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Critical Reviews™ in Biomedical Engineering
SJR: 0.243 SNIP: 0.376 CiteScore™: 0.79

ISSN Print: 0278-940X
ISSN Online: 1943-619X

Critical Reviews™ in Biomedical Engineering

DOI: 10.1615/CritRevBiomedEng.v33.i1.10
pages 1-102

FUNCTIONAL ANGIOGRAPHY

Baruch B. Lieber
Department of Biomedical Engineering, College of Engineering; Department of Radiology, School of Medicine, University of Miami, Miami, Florida, USA
Chander Sadasivan
Department of Biomedical Engineering, College of Engineering, University of Miami, Miami, Florida, USA
Matthew J. Gounis
Department of Biomedical Engineering, College of Engineering, University of Miami, Miami, Florida, USA
Jaehoon Seong
Department of Biomedical Engineering, College of Engineering, University of Miami, Miami, Florida, USA
Laszlo Miskolczi
Department of Radiology, School of Medicine, University of Miami, Miami, Florida, USA
Ajay K. Wakhloo
Department of Biomedical Engineering, College of Engineering; Department of Radiology, School of Medicine; Department of Neurological Surgery, School of Medicine, University of Miami, Miami, Florida, USA

ABSTRACT

The discovery of X-rays over a century ago enabled noninvasive examination of the human body. Contrast agents that enhanced X-ray images were soon developed that advanced angiology by allowing exploration of the vascular tree. Starting as a diagnostic tool, angiography underwent technological transformations over the last century and became a basis for interventional therapy as well. Initially a static two-dimensional record of the vasculature on screen films, angiography has evolved to real-time two-dimensional display of the vasculature on television monitors, three-dimensional reconstruction from computerized tomographic (CT) scans, and, more recently, three-dimensional cone-beam reconstruction. Cinematographic angiography is referred to as dynamic angiography in current terminology, but it essentially provides no more than images of vascular structures and changes therein.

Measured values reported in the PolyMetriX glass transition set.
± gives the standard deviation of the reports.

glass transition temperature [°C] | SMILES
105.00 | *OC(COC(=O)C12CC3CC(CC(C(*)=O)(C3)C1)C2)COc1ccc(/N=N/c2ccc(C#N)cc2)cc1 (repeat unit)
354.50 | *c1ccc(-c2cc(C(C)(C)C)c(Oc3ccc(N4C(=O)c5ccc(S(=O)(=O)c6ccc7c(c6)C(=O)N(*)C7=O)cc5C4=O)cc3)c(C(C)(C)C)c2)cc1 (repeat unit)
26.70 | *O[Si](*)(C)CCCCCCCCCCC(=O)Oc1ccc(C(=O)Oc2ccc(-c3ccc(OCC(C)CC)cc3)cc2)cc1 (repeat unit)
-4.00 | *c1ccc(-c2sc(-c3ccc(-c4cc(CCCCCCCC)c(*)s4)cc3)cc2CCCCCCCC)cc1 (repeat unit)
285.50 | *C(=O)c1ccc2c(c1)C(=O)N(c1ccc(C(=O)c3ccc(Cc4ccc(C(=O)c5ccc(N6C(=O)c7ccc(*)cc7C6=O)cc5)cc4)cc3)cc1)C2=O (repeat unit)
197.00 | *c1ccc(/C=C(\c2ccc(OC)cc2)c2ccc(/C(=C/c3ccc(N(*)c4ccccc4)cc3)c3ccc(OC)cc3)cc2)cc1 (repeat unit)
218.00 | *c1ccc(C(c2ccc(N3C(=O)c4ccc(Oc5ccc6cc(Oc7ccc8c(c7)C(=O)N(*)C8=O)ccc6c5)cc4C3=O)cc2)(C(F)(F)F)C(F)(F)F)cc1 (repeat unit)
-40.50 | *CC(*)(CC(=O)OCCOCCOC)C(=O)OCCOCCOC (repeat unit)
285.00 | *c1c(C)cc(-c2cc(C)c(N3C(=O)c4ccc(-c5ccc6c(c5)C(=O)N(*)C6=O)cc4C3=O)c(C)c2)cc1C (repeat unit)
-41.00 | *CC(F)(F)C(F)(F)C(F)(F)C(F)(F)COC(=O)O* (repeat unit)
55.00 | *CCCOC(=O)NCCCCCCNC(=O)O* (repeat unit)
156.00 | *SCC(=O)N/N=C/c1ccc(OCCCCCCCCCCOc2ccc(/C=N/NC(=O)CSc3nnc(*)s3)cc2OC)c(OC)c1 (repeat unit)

Although dynamic angiography has facilitated advances in image-guided interventions, the evaluation of blood flow rate, or perfusion, and blood flow velocity using angiography remains elusive. Many lines of research have been pursued toward enabling such evaluations, but none have found their way into clinical practice. This article reviews angiographic flow assessment methods attempted over the past several decades and explores some new avenues that may facilitate the transfer of such methods into the clinical practice of diagnostic and interventional angiography and, eventually, contribute to better patient care.


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